Arts & Culture

CD review: Giorgio Moroder, ‘Deja Vu’

Giorgio Moroder
Giorgio Moroder

It doesn’t take long into Deja Vu, Giorgio Moroder’s first studio album in three decades — certainly less than the two minutes, 36 seconds of 4 U With Love, its opening track — to realize just how profoundly the producer was ahead of the curve.

Since disco’s ascent in the ’70s, pop has long looked to the dance floor for what’s on the horizon, and that reliance on the club has become manifest in the proliferation of EDM (electronic dance music) acts currently dominating the pop charts.

Indeed, a strong argument could be made that every single song currently residing in the top 10 of Billboard’s Hot 100 chart owes a debt in some fashion to Moroder’s pioneering style.

History, nowhere more so than in pop music, repeats itself with a vengeance.

All of which makes listening to the aptly titled Deja Vu in 2015 a weird, dislocated experience, as Moroder is simultaneously an eminence grise and, ostensibly, still attempting to push pop music forward.

However, Moroder, who rejoined the mainstream conversation, in part, via Daft Punk’s Grammy-winning 2013 album Random Access Memories, isn’t alone in this venture.

His collaborators are A-list across the board: Sia, Charli XCX, Kylie Minogue and even Britney Spears turn up to belt, coo and warble against Moroder’s chic, glossy, thumping compositions (he produces all 12 tracks here, with assists from Roman Luth, Raney Shockne, Sikow and Patrick Jordan-Patrikios).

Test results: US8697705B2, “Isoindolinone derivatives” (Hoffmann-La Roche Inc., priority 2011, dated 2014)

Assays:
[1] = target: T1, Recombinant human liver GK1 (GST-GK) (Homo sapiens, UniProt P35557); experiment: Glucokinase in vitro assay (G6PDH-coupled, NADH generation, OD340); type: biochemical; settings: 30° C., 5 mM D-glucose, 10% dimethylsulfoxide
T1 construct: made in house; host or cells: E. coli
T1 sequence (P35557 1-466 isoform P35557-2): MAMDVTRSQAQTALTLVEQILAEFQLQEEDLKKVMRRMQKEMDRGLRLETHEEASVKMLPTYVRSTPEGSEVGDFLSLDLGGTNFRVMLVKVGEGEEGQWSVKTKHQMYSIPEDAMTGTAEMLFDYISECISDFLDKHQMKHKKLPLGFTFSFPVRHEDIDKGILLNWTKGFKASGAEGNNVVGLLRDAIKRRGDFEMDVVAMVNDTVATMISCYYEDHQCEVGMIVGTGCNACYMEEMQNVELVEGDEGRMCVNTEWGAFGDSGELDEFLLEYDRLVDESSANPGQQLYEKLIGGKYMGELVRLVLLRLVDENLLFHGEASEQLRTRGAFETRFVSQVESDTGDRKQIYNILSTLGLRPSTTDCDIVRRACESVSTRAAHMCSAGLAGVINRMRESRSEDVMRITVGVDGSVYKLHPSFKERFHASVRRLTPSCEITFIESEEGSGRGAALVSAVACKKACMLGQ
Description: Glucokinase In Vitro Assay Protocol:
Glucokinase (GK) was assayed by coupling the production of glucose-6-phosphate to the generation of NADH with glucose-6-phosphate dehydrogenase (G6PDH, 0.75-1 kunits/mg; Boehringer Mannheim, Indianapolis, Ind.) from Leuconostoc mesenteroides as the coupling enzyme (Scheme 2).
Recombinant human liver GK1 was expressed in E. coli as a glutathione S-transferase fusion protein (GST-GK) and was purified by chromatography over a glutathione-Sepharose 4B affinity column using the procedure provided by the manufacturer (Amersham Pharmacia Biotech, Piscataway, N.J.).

Perhaps most incredibly, the 30-year lay-off between Moroder albums has allowed his austere yet melodic style to more or less emerge from hibernation as fresh now as it was when Ronald Reagan was president.

Context aside, Deja Vu is plenty diverting. Sia sets the title track soaring, while Minogue makes Right Here, Right Now a delectable piece of disco fever, and vocalist Matthew Koma’s falsetto deftly threads through Tempted’s giddy four-on-the-floor stomp. (Spears’ rewiring of Suzanne Vega’s signature Tom’s Diner is just odd.)

As for whether Deja Vu is a one-off victory lap or the beginning of Moroder’s second act, the answer may lie in the title of a song halfway through the album: 74 Is the New 24.

Preston Jones, 817-390-7713

Twitter: @prestonjones

Giorgio Moroder

Deja Vu

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